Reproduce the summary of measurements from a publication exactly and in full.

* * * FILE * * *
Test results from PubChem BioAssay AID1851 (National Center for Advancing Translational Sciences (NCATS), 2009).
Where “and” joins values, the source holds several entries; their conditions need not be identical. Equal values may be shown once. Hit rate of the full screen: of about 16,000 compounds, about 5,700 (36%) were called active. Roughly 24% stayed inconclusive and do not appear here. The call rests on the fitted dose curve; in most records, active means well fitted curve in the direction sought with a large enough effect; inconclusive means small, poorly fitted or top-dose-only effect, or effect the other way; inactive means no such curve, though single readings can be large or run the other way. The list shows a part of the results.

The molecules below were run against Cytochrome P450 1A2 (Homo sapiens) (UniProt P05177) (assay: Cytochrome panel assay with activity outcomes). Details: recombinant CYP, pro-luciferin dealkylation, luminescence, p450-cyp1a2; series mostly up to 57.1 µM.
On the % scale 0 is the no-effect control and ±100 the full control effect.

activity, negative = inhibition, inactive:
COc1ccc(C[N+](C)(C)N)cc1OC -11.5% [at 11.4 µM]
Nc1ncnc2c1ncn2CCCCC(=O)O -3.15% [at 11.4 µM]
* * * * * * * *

Test results from PubChem BioAssay AID1851 (National Center for Advancing Translational Sciences (NCATS), 2009).
Where “and” joins values, the source holds several entries; their conditions need not be identical. Equal values may be shown once. Hit rate of the full screen: of about 16,000 compounds, about 5,700 (36%) were called active. Roughly 24% stayed inconclusive and do not appear here. The call rests on the fitted dose curve; in most records, active means well fitted curve in the direction sought with a large enough effect; inconclusive means small, poorly fitted or top-dose-only effect, or effect the other way; inactive means no such curve, though single readings can be large or run the other way. The list shows a part of the results.

The molecules below were run against Cytochrome P450 1A2 (Homo sapiens) (UniProt P05177) (assay: Cytochrome panel assay with activity outcomes). Details: recombinant CYP, pro-luciferin dealkylation, luminescence, p450-cyp1a2; series mostly up to 57.1 µM.
On the % scale 0 is the no-effect control and ±100 the full control effect.

activity, negative = inhibition, inactive:
COc1ccc(C[N+](C)(C)N)cc1OC -11.5% [at 11.4 µM]
Nc1ncnc2c1ncn2CCCCC(=O)O -3.15% [at 11.4 µM]